How to Play Ace-Queen Offsuit poorly, and then well!

How to Play Ace-Queen Offsuit poorly, and then well!

Sometimes, it seems that the Universe is determined for me to find growth edges in my life. Day before yesterday was one of those. 

First, playing ace-queen offsuit wrong

We had just gotten the afternoon $5/$10 no-limit hold’em game kicked off. Everybody was in a good mood because we had cards in the air almost a full hour before we usually do.

We were only in the second orbit when David opened to $40 in the cutoff. The button folded, and I found AQ♠ in the small blind. David is a very active gambly player, so I was happy to 3-bet, which I did, to $160. The big blind folded, and it was back on David, who chuckled.

“I’m all in.”

Oh man. We had both started with the maximum stack of $1,000. So I’d have to call $840 more. I had a bunch of thoughts:

“Ace-queen is everybody’s official second best hand.”

“Do I really wanna get stuck a stack before we’ve had our first dealer change?”

“Should I have gotten a scone at the bakery when I got my coffee?”

Maybe I really didn’t want to get stacked before the first dealer change. Maybe I didn’t want to compound the regret of not having a scone by not having any chips. Whatever, I folded.

David scowled. 

“What, no gamble?”

Fair question. I shrugged and sipped my coffee. We all went back to playing poker.

Later, I sat out for a one-orbit break, took a brief walk in the fresh air, and consulted my phone. After David shoved his $1,000 into the middle, I would have to call $840. But there was already $330 in the pot before his shove (my $160, his $160, and $10 dead). So I was calling $840 to win $1170. How much equity did I need to make that call?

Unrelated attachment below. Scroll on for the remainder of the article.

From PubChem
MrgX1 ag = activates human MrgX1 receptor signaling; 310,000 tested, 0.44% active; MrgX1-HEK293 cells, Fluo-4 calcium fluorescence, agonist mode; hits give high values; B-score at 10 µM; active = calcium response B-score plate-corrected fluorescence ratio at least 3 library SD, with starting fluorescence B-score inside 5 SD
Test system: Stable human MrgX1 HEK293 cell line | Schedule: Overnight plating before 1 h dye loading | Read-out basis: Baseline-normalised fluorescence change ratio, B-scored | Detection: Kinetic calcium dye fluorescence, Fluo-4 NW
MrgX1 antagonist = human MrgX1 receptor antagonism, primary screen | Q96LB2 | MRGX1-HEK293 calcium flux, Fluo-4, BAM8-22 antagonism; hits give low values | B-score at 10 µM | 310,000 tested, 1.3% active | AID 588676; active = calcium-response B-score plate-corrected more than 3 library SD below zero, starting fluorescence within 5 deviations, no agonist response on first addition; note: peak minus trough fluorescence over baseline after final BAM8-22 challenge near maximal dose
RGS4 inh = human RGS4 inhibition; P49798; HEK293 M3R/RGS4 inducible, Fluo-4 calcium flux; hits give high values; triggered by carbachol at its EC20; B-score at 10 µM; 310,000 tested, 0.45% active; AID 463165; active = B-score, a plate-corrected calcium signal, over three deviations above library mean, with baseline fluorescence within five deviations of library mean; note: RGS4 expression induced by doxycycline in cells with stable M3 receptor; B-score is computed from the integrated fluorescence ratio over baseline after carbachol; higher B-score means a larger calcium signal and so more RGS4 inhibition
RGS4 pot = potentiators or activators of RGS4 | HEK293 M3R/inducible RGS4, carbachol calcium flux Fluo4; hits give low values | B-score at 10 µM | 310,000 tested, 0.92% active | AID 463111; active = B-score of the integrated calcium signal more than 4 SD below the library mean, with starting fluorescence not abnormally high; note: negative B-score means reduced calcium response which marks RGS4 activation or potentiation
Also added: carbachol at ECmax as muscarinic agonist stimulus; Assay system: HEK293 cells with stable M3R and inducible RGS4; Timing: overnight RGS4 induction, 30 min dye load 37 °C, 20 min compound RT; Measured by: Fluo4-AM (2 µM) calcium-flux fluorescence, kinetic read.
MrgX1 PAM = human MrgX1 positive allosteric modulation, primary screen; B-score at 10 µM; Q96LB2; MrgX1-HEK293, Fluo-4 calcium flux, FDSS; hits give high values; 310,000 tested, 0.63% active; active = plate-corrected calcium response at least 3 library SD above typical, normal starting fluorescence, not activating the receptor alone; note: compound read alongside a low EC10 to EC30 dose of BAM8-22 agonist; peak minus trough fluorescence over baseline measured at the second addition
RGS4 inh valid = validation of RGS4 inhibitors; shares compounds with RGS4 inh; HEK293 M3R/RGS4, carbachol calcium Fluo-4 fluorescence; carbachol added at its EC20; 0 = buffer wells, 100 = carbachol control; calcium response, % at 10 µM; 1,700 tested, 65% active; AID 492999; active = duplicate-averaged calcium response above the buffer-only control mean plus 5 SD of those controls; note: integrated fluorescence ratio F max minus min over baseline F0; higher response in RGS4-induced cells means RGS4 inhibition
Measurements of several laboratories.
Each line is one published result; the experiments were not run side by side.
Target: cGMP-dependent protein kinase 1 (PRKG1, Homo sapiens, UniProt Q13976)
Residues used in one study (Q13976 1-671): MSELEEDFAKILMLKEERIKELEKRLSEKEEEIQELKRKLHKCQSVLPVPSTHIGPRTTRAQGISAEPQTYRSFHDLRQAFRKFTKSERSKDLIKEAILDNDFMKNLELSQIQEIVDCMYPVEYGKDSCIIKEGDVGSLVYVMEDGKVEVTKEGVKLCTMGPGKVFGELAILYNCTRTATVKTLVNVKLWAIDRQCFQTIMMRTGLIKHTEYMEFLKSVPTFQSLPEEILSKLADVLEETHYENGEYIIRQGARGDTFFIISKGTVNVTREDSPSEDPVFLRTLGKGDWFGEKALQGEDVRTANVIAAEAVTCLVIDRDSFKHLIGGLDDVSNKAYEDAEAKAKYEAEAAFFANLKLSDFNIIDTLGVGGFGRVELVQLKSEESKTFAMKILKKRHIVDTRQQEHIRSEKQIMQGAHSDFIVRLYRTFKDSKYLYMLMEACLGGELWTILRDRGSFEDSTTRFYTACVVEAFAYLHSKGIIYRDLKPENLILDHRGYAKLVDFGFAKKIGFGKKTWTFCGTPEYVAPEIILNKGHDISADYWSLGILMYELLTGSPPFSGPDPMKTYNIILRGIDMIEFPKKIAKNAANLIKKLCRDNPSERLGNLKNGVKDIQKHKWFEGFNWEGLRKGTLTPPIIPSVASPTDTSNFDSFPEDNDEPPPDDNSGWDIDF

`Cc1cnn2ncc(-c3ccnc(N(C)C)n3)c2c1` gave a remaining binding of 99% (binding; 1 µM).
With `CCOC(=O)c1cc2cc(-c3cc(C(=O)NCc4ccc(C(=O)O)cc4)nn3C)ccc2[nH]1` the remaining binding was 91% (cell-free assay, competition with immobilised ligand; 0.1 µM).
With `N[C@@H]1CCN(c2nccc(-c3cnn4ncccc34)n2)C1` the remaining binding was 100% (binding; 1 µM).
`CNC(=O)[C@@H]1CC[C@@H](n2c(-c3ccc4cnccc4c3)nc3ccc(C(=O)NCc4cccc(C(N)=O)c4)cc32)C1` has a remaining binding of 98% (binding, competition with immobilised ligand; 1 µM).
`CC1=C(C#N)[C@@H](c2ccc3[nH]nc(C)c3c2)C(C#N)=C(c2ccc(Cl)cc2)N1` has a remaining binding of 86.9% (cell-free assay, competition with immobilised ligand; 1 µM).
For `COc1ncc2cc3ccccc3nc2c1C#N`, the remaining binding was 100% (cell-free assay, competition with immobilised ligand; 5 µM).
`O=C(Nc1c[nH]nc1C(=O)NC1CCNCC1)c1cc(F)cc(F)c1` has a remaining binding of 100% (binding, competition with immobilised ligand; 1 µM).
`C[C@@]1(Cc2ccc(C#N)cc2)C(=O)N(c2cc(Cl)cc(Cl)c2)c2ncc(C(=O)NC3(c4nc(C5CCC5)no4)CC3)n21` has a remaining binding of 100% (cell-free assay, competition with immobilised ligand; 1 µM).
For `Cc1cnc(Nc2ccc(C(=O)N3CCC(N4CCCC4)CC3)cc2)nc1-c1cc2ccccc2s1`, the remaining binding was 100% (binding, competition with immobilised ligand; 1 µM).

If the pot is $P, and the all-in bet you’re facing is $B, then you need B/(P+(2 x B)) equity to have a break-even call. So facing David’s $840 shove, I needed 840/(330 + (2 x 840)) = 41.8% equity

With my calculator having done its job, I moved to PokerCruncher. David, he’s not afraid of a gamble. In fact, I might go so far as to say he’s a gamblephile. So when constructing a range for him, I had to add a few hands that I probably wouldn’t be shoving. 

No matter how I tried to box David into a snug range, my best poker instincts wouldn’t let me narrow it too much. David’s scowl when I folded was legitimate – sure, maybe he had me drawing slim with QQ, but he would have been more than happy to flip his K♣J♣ against my hand. 

Even against the narrowest range I could have honestly given David, I still had 42.7% equity – close, but definitely a call.

Poker decision: Passed on $840 all-in with ace-queen offsuit against David's gamble. Calculated 41.8% equity, but later realized I had 42.7%. No regrets.

And it was possible that his actual range was much wider. 

Bah. Not only did I not have a scone, but I had passed up a +EV opportunity because… because honestly I just didn’t feel like flipping for stacks when I was barely settled into my seat.

I was disappointed in myself. 

But as you do, I went back to the game, centered myself, posted my big blind when it came around, and got back into the action.

Second time, think it through

A couple of hours passed, and things went distinctly my way. I flopped three sets, which is usually a harbinger of a good session, and in this case it was. I was up about a buy-in when the Universe decided it was going to give me another whack at this “ace-queen offsuit” thing. 

A tilted player in early position opened to $40, and got a call from an even more tilted player in the hijack. I was on the button, and looked down at A♣Q. Well, here we go again.